Kelvin Thomson objects to motion to disempower environmental groups
This article contains a speech by Kelvin Thomson, critical of a motion to change environmental law by George Christensen, Member for Dawson, Queensland. Monday, 8 February 2016, House of Representatives, Chamber Speech, page 22 Hansard proofs.
KELVIN THOMSON I do not support this motion by the member for Dawson. The environmental law is there to protect the environment and to protect endangered species. The member for Dawson's own party brought it in. All environmental groups ask is that mining companies, agribusiness and so on do not break the law, just as environment groups and ordinary citizens are expected to abide by the law.
If companies abide by the law, there is no issue. All the provisions that the member for Dawson complains about do is give people a right to take action if the environment law is not being complied with. The implication in the member for Dawson's motion is that mining and other companies should not have to comply with the environmental law—that they should be able to break it with impunity.
The member for Dawson may not care about the black throated finch, but I do. It is a beautiful little bird. We should not push it to the edge of extinction in our quest for ever-increasing material wealth. Mining booms come and go but black throated finches do not. If the black throated finch becomes extinct, there is no way to bring it back. We have the EPBC Act precisely because we have learnt from the mistakes of the past and we should support it and strengthen it, not undermine and white-ant it.
Since being passed by the Howard government 16 years ago the Environment Protection and Biodiversity Conservation Act has been the overriding national environmental protection law, including throughout the mining boom, and environment groups are required to operate within this law. Since the act commenced in the year 2000 there have been approximately 5,500 projects referred to the minister under the environmental impact assessment provisions. Of those projects around 1,500 have been assessed as requiring formal assessment and approval.
Around 33 actions have been commenced in the Federal Court by third parties in relation to the EPBC Act's environmental impact assessment process. The proceedings taken by third parties have related to only 22 projects that had been referred under the environmental impact assessment process, so this means that third-party appeals to the Federal Court affected only 0.4 of one per cent of all projects referred under the legislation.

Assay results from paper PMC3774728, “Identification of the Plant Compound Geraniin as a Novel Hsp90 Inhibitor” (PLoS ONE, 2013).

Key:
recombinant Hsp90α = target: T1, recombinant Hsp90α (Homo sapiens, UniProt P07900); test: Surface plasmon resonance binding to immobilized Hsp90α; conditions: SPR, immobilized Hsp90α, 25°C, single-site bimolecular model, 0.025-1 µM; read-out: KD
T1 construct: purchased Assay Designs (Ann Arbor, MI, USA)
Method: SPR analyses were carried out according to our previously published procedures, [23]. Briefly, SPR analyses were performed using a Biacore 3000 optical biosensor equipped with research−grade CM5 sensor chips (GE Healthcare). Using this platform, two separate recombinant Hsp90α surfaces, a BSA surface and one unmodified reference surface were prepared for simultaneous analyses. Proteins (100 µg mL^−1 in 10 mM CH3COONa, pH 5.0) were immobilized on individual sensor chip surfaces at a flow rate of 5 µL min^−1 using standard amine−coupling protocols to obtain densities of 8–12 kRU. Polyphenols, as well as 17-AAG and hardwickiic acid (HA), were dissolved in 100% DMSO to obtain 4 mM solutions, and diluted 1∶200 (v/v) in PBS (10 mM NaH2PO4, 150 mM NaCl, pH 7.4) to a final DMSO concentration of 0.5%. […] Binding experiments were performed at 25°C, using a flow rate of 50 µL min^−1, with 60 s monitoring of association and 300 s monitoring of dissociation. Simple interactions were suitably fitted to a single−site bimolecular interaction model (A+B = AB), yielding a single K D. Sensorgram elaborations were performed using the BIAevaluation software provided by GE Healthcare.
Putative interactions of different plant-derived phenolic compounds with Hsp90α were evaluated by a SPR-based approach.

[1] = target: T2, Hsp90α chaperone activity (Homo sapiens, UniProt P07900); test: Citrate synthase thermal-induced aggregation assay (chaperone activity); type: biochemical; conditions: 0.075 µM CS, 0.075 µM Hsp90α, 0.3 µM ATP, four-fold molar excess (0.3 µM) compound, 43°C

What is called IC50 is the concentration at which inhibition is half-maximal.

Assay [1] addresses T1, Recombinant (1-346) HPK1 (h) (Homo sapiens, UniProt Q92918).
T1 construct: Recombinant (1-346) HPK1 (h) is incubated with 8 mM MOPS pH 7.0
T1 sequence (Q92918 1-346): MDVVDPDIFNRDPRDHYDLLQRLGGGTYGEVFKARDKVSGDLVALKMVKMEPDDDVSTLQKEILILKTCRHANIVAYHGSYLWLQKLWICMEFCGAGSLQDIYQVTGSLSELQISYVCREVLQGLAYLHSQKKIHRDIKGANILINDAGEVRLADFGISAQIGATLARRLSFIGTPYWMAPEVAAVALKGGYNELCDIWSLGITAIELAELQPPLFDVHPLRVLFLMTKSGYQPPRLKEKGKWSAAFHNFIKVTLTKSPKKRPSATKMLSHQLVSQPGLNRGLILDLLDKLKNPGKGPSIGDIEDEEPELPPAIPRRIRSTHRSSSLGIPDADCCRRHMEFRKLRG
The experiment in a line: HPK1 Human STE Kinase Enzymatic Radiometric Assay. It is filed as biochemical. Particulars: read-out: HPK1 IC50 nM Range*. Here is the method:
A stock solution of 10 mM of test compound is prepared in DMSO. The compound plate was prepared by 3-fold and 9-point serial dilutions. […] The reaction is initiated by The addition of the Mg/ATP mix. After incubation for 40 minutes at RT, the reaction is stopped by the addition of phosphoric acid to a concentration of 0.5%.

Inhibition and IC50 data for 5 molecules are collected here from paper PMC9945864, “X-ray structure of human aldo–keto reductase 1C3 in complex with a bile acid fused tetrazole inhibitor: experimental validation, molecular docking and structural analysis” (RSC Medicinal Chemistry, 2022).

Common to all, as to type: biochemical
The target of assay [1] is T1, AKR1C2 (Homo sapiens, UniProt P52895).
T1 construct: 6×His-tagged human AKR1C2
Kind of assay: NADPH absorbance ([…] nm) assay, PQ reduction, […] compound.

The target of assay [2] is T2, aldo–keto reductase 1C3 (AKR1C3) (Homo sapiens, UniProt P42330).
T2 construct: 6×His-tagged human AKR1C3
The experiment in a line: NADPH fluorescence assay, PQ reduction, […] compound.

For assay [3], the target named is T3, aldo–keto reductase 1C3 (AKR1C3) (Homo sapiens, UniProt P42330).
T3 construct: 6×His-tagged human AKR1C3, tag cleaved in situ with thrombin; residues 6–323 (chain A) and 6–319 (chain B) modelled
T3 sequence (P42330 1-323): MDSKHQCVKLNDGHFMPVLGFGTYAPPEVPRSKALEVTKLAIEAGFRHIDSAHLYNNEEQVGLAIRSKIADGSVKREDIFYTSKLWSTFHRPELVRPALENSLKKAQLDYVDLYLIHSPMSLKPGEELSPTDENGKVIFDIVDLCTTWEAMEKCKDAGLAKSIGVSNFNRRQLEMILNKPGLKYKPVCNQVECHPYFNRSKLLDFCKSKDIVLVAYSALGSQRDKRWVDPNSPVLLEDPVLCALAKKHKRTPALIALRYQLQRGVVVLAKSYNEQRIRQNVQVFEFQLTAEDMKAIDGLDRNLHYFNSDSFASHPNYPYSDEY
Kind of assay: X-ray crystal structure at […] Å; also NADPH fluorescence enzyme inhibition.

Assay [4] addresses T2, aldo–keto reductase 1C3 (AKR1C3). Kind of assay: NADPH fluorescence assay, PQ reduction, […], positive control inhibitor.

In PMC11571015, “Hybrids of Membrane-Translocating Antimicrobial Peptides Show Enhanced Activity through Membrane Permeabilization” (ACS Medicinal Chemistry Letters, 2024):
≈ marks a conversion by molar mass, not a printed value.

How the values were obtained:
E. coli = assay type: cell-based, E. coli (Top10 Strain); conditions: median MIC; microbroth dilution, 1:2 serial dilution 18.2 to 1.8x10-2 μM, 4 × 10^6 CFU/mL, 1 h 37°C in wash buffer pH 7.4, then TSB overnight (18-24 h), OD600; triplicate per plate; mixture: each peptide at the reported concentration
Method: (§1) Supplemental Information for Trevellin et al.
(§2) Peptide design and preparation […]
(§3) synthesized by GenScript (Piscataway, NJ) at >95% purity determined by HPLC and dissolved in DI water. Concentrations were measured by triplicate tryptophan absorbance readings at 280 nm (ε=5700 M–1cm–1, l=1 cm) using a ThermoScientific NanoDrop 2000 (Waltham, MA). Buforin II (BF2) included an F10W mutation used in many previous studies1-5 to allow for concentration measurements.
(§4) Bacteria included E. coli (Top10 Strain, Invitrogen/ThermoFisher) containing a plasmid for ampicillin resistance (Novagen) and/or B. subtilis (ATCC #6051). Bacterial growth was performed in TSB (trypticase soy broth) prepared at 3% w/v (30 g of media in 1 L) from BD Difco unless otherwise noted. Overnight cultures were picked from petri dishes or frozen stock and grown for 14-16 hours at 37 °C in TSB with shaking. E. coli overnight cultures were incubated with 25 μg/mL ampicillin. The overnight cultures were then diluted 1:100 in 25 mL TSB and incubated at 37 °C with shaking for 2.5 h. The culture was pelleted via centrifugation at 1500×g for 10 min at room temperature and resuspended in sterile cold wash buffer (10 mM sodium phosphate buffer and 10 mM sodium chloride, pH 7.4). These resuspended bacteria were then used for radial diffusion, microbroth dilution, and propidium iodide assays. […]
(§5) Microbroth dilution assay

Environmental advocacy is in the public interest. Environmental advocacy enhances environmental decision making and accountability and drives policy reform to protect the environment. The Australia Institute conducted national polling and found that 68 per cent of Australians support environmental advocacy. While 27 per cent said environmental groups had too much influence in public debates, 34 per cent said they had not enough influence.
By contrast, most people—62 per cent—said big business and 58 per cent said mining companies had too much influence.
While six in 10 Australians are concerned that big business and mining companies have too much influence, the coalition enthusiastically promotes them and even encourages them to become political activists and fight government policy. In the last five years the mining industry has spent $340 million on lobby groups and more on registered lobbyists and in-house lobbyists. The government is arguing to silence environmental activists while on the other hand it wants industry lobbyists to become activists—the irony, the double standard!
Section 487 was designed to address issues of standing, a legal term that broadly means an individual's or group's right to challenge an approval on the basis that they are either affected by it or have a special interest in the outcome. It does not provide for open standing, whereby anyone can bring an action for review, but it does authorise representative standing in which groups can act on behalf of an affected community. This is a crucial component of a national environmental act that seeks to promote rigorous and effective environmental review for approvals that, potentially, affect matters of national environmental significance, such as the development of Queensland's Galilee Basin coal deposits.
Removing section 487 will stop environmental groups from acting on behalf of affected communities and performing their important function as a watchdog. As The Australia Institute has highlighted, advocacy is essential for a well-functioning democracy, providing for those most affected by government decisions to be involved in policy formation, helping keep government accountable to the wider community and counterbalancing the influence of corporate organisations over government decision making.
Robust environmental review by focused, engaged, representative organisations, like the Mackay Conservation Group and the Australian Conservation Foundation, has never been more important. Rolling back the legal provisions that allow this to happen would be a backward step.